How the Buffalo Sabres Stack Up in the Northeast: Montreal Canadiens Edition

By Matt Clouden
Jean-Yves Ahern – US PRESSWIRE

This four-part series will look at how the Buffalo Sabres will stack up against their Northeast Division foes in the shortened season. Follow me on Twitter to keep up with NHL and Sabres news all season long: @SwordPlay18.

The Buffalo Sabres enjoyed their matchups against the Montreal Canadiens last year to say the least. The Sabres went 5-0-1 against the Habs last season, picking up 11 of a possible 12 points and helping to relegate them to last place in the Northeast Division and the Eastern Conference.

The Canadiens certainly had their pluses last season, but the team was plagued by under-performing veterans and injuries.

So, this season the Canadiens start with a new general manager in Marc Bergevin, a new head coach in Michel Therrien (who is starting his second stint for the Habs), and a shiny new toy in the third-overall pick in the draft, American hero Alex Galchenyuk.

What do these changes mean for their matchup with the Sabres?


The Canadiens have an extremely strong first line in Max Pacioretty, David Desharnais and Erik Cole. Each scored at least 60 points last year, and Pacioretty and Cole scored 32 and 35 goals respectively. Cole’s veteran leadership was the perfect combination with the young, flashy Desharnais and Pacioretty and many can expect that to continue this year.

Beyond that, the Canadiens may have some issues.

Galchenyuk is easily one of the best prospects in hockey already, but to expect him to contribute at a Calder-winning level would be naive, given the cast of characters around him. Barring injury, he will not be playing with any of Cole, Desharnais or Pacioretty. Lars Eller has not lived up to his billing since coming over from St. Louis in the Jaroslav Halak trade. While you can expect a 20-goal level season – in an 82 game season – from Brian Gionta, he battled injuries all last year, and is 32. Tomas Plekanec may be their most talented scorer, but he doesn’t seem to be able to put together two good seasons in a row. Rene Bourque is, well Rene Bourque, easily one of the most frustrating players in the NHL in terms of not using the talent he was given.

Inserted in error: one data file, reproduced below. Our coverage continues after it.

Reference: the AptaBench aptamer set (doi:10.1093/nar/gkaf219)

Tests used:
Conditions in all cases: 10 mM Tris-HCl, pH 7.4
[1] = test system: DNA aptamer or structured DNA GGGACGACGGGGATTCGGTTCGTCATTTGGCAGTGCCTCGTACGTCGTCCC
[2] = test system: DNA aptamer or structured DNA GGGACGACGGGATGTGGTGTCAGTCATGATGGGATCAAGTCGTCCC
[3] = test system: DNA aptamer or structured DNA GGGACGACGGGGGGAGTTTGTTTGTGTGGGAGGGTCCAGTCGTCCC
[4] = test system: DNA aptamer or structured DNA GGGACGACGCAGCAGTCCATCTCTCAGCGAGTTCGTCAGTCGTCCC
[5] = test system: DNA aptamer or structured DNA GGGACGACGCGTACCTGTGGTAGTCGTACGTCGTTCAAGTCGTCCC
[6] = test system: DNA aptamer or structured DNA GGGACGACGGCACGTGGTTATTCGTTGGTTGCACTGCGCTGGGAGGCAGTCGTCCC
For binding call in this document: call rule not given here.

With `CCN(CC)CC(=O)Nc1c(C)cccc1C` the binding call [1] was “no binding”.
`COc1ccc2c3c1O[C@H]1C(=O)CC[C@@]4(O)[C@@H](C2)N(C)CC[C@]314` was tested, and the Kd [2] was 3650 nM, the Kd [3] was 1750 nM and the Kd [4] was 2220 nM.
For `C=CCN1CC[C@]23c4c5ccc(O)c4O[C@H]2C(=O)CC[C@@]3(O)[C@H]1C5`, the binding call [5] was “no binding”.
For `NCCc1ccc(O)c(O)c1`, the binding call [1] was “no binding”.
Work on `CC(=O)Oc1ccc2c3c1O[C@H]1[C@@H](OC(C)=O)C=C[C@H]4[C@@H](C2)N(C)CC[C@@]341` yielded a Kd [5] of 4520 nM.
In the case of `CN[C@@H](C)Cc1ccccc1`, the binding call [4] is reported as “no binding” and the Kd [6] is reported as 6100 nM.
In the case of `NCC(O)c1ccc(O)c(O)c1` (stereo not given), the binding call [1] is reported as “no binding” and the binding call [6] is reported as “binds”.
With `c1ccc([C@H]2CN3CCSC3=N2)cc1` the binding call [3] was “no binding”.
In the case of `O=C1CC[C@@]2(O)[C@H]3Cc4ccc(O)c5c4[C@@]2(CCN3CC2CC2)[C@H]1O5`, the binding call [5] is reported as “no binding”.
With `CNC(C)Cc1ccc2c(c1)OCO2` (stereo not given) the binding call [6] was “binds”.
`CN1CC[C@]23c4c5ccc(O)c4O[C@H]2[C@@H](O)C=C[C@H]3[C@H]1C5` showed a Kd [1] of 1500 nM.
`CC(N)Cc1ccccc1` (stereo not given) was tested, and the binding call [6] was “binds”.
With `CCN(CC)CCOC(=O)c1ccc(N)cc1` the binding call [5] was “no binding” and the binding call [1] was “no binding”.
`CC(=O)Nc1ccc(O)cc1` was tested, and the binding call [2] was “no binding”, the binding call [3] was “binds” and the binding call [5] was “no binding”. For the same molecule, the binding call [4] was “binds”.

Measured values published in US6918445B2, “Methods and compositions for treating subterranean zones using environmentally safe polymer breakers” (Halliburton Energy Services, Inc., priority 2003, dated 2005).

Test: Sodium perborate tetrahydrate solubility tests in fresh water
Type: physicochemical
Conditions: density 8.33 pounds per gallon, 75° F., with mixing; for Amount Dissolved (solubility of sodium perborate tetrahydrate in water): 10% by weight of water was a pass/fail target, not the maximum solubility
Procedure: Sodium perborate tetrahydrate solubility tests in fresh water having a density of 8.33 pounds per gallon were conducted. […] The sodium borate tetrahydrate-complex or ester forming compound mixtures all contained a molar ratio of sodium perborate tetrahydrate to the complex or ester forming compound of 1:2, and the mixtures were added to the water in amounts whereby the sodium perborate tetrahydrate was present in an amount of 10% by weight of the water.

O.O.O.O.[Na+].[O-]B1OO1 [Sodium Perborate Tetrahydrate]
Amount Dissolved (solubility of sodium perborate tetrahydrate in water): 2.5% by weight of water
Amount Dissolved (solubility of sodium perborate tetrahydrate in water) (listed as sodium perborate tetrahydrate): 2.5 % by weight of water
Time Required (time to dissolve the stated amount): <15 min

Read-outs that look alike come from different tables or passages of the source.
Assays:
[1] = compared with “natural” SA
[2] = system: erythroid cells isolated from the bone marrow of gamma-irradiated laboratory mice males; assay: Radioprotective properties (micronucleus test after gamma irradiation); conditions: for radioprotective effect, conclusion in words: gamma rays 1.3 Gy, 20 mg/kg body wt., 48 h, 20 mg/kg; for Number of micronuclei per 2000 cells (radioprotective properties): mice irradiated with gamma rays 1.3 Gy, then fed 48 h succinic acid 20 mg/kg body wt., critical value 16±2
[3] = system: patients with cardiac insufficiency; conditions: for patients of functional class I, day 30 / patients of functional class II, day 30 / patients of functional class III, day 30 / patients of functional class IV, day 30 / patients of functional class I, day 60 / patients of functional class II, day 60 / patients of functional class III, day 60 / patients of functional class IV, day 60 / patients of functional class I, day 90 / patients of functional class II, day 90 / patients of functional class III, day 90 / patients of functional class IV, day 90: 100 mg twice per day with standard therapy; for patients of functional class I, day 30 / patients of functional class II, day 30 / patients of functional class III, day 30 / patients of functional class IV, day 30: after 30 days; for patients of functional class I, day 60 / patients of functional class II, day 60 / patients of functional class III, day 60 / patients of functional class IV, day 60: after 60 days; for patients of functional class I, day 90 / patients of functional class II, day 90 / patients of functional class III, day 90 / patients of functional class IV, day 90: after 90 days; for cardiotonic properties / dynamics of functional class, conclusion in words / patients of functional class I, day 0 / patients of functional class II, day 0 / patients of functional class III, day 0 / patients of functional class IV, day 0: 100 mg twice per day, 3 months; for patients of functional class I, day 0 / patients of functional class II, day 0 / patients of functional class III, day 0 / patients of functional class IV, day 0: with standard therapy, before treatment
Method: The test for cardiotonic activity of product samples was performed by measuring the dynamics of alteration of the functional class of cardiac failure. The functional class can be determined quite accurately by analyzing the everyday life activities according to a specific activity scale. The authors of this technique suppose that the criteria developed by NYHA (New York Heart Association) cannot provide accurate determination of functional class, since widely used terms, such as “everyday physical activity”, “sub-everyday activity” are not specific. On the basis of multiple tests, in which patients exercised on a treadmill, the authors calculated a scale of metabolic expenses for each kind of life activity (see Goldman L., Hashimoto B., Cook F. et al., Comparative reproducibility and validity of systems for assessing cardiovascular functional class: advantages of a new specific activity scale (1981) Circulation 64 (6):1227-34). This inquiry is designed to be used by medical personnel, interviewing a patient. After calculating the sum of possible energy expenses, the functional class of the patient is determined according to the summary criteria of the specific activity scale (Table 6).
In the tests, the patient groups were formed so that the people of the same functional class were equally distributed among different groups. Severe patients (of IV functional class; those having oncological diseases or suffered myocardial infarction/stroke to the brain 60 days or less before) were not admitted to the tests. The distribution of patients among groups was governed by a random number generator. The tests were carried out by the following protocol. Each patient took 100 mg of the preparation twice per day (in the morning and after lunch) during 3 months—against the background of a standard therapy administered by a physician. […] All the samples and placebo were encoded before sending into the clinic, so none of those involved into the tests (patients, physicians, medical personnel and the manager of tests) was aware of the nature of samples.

Basically, the Canadiens are going to struggle with secondary scoring.

They have gotten tougher, with Brandon Prust and Colby Armstrong supplementing the bottom six forwards, and those two are gamers and will not make the Habs easy to play against, but they don’t help much on the scoreboard.

But, realistically, if you shut down the top line, there’s a good chance you’re coming out with the victory. Last year, the Sabres held the top line to the following lines:

Pacioretty     2G – 4A – 6Pts   -1
Desharnais    1G – 3A – 4Pts   +1
Cole                  2G – 2A – 4Pts   -3

If that continues, the Sabres should continue to have a lot of success against the Habs’ forwards.

Advantage: Sabres


The Canadiens’ defense is in a tough spot right now with PK Subban, the Canadiens’ premier free agent last summer, still unsigned. He has not taken part in the team’s training camp and, by most accounts, he and the Canadiens brass are not close on a deal.

If Subban doesn’t play, this blue line is in big trouble. Even if he does play, they have their fair share of holes.

Andrei Markov and Tomas Kaberle are both 34 and aren’t getting any younger. Markov has played only 20 games the past two seasons after sustaining two knee injuries, and Sabres fans may remember Tyler Ennis rudely welcoming him back last season. Kaberle had a solid year offensively for the Habs in his 43 games after being traded from Carolina, but his defense isn’t getting any better.

Alex Emelin and Josh Gorges are good defenseman, but Emelin struggled in his own zone last year, as evidenced by his minus-18 stat, and Gorges is a stout, positional defenseman that hardly gets beat, but he just doesn’t have that complete shutdown gear he needs to take it to the next level.

Essentially, without Subban the likelihood is that 20-year old Jarred Tinordi will get a go.

If injuries were to befall the Habs during the year and Subban were to not get signed, this could be an AHL-caliber defense in a blink of an eye.

Advantage: Sabres


This is easily the Canadiens’ strength.

Carey Price may not of had the Vezina-level season he did in 2010-11 last year, but with a 2.43 goals against average and a .916 save percentage in 65 games, his play did not regress.

Montreal simply did not have a good enough team in front of Price to make his job any easier. Missing four games with a concussion did not help things either.

But, Price is one of the few goalies that can carry a team like Ryan Miller has done in the past, with his 2010-11 performance a perfect example of that. That Habs team had no business taking the eventual Stanley Cup Champion Bruins to seven games, but Price allowed them to do just that.

There are a few things you can take as given for Sabres-Canadiens games: You will want to throw a Habs fan from the upper bowl onto the ice by the end of the game, you will hear the “Ole” chant at least once, and the Sabres will need to figure out Carey Price to win.

Advantage: Draw


The Canadiens probably have another rough year ahead of them, and its imperative for the Sabres to take advantage of the games against them. If the Sabres want to make a serious playoff push, they’ll need to take at least seven of the available 10 points against the Canadiens, and they should. The series goes 3-1-1 for the Sabres.

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